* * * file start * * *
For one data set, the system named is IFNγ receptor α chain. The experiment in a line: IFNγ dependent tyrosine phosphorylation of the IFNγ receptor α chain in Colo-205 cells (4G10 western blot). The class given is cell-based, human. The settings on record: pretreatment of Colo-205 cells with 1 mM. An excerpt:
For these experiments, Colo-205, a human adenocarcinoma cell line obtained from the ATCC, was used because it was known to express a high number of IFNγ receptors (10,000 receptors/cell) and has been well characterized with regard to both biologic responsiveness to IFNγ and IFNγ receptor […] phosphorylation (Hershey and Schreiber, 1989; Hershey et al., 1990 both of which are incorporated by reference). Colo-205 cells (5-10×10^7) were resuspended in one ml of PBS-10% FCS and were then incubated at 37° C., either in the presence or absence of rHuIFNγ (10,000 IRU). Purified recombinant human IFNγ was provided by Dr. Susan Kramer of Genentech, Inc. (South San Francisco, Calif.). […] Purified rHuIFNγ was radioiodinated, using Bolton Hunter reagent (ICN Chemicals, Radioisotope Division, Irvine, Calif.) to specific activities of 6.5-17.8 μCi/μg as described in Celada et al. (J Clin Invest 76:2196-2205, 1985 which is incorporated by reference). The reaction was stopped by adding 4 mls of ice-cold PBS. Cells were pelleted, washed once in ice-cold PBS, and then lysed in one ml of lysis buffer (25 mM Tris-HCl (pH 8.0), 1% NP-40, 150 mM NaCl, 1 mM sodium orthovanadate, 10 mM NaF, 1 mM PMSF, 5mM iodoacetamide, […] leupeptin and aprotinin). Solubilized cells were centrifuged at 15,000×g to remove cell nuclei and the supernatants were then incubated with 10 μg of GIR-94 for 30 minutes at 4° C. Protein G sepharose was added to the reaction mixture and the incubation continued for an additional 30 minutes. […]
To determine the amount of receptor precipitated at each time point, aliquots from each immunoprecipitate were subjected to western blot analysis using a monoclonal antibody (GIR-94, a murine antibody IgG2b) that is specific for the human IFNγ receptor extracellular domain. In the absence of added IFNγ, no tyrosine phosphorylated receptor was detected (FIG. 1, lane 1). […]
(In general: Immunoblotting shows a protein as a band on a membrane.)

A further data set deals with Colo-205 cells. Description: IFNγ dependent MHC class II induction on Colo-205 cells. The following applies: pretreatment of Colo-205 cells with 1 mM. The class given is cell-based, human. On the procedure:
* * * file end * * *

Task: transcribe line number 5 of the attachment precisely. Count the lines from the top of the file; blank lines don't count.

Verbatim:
A further data set deals with Colo-205 cells. Description: IFNγ dependent MHC class II induction on Colo-205 cells. The following applies: pretreatment of Colo-205 cells with 1 mM. The class given is cell-based, human. On the procedure: